My husband has not made any confession, says Madhu

NEW DELHI OCT. 5. A day after the reported `confession'' by Ravi Kant Sharma, prime accused in the Shivani Bhatnagar murder case, his wife Madhu Sharma maintained her stand about his innocence.

Armed with a court order, Madhu Sharma today met her husband at the Crime Branch office in Adrash Nagar, where he has been kept in police custody. However, his daughters Pragati and Komal, were not allowed to meet him, and throughout their vigil outside the police station, they maintained, "All we want to do is meet our father. We haven't seen him for two days.'' When questioned, their standard reply was: "Please ask Mummy.''

Madhu also did not have to sit on an "indefinite dharna'' that she had threatened after being refused permission to meet her husband for the past 72 hours.

Emerging after the 20-minute meeting with her husband, Madhu complained of "severe torturing'' and said: "My husband has made no confession contrary to reports. The police are making their own set of stories and trying to put pressure on him. I know what confessions the Delhi police can plant. My husband's lawyers have informed me that Ravi Kant Sharma was not able to speak. This obviously means that the police have been continuously torturing him. The case is being given priority only to hide the facts and nothing else.''

Talking about her meeting with her husband, she said: "I took the newspaper to my husband and underlined the lines for him and asked him if he had confessed. He shook his head in denial.''

Meanwhile, Madhu also alleged that all the case diaries had been destroyed and new case diaries had been written to falsely implicate her husband.

Asked about the condition of her husband, she said: "My husband's face was swollen and he seemed to have been put on sedative by the police.''

Allegations about mishandling of the case by the Delhi police also surfaced in her emotionally-charged statement given to the Press today.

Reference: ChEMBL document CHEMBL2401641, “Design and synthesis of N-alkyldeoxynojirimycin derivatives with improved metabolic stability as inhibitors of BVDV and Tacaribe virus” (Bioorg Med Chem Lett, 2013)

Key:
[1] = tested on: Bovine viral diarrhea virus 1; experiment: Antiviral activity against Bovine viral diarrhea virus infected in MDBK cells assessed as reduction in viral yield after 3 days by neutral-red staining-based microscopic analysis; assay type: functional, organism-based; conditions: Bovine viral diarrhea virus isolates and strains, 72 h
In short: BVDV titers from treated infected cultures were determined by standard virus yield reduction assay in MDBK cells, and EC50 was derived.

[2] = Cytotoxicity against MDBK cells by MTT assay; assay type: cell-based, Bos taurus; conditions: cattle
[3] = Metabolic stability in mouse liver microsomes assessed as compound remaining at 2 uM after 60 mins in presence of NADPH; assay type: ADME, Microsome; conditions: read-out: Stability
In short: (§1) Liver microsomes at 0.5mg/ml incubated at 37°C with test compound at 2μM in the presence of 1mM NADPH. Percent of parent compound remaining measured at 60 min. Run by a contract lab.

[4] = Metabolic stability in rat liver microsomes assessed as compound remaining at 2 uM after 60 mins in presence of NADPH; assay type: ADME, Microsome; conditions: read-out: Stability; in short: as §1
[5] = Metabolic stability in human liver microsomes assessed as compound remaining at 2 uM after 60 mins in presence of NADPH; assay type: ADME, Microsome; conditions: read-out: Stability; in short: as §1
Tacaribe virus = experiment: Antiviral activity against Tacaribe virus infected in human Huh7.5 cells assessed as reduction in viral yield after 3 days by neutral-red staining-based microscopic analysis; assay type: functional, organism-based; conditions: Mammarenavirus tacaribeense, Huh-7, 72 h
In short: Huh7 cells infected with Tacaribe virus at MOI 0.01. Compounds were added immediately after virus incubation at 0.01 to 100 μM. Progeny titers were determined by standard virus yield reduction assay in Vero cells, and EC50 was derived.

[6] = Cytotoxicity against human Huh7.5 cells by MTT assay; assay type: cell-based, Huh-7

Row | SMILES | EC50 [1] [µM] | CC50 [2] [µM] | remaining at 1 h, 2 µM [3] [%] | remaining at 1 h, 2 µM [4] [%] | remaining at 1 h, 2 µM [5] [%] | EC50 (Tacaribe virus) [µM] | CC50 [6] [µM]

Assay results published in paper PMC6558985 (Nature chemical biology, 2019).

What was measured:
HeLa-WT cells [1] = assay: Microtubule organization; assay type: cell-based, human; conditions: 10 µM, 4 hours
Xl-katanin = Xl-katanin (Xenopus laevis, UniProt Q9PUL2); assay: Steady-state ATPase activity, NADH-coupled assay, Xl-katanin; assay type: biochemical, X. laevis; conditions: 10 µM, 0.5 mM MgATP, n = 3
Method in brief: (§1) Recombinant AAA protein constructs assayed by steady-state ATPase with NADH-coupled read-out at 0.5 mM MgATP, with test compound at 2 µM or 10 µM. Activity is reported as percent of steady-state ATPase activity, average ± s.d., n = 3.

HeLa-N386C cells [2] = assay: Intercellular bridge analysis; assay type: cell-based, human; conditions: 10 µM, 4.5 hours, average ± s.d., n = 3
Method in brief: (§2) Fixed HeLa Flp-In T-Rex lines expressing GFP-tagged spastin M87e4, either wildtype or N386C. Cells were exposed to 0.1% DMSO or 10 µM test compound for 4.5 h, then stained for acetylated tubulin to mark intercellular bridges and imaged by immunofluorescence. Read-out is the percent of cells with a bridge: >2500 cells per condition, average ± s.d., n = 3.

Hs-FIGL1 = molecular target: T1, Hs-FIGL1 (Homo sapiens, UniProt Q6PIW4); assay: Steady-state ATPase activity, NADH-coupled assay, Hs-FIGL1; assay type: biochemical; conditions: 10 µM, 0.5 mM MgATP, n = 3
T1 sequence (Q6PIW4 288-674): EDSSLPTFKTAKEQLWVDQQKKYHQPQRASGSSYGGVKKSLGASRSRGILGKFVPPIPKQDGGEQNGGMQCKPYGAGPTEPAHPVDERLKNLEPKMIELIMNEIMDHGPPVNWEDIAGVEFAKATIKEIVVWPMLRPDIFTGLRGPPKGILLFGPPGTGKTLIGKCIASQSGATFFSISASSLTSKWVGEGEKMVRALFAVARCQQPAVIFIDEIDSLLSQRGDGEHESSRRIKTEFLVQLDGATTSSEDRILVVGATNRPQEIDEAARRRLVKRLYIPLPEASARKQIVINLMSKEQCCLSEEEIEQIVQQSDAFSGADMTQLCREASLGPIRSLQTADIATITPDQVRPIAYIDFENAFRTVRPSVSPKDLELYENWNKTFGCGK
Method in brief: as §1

Madhu also alleged that the police were ignoring Shivani's "connection'' in 1996 which could throw more light on the case. "The police have been ignoring every fact of the case and working overtime to implicate my husband.''

She added that the police were even advising her not to hold press conferences, as they feared that "I might be killed by someone. However, today I have sought permission from my husband, who has authorised me to talk anywhere and whenever I felt like.''

Defending her husband, Madhu seemed oblivious of the crowd that had gathered around the station to catch a glimpse of her and her daughters. The police had to cordon off the entrance to keep the crowd out.

Amid the presence of scores of people from Sharma's native village who were chanting slogans against the Delhi police, Madhu said: "When the Delhi police had conveyed in the court that 10 days of remand was necessary for him to be taken to Mumbai, Pune and other places, I wonder why he was not taken even to Gurgaon.''

Meanwhile, her relatives accompanying her claimed that they too were being harassed by the police and that their telephone lines were being tapped.

``On the one hand Deputy Prime Minister L.K. Advani says the underworld don Abu Salem would be spared if deported to India, and on the other a decorated police officer is being subjected to such inhuman actions and being falsely implicated in a murder case. What justice is this'' questioned Madhu as she left the police station.

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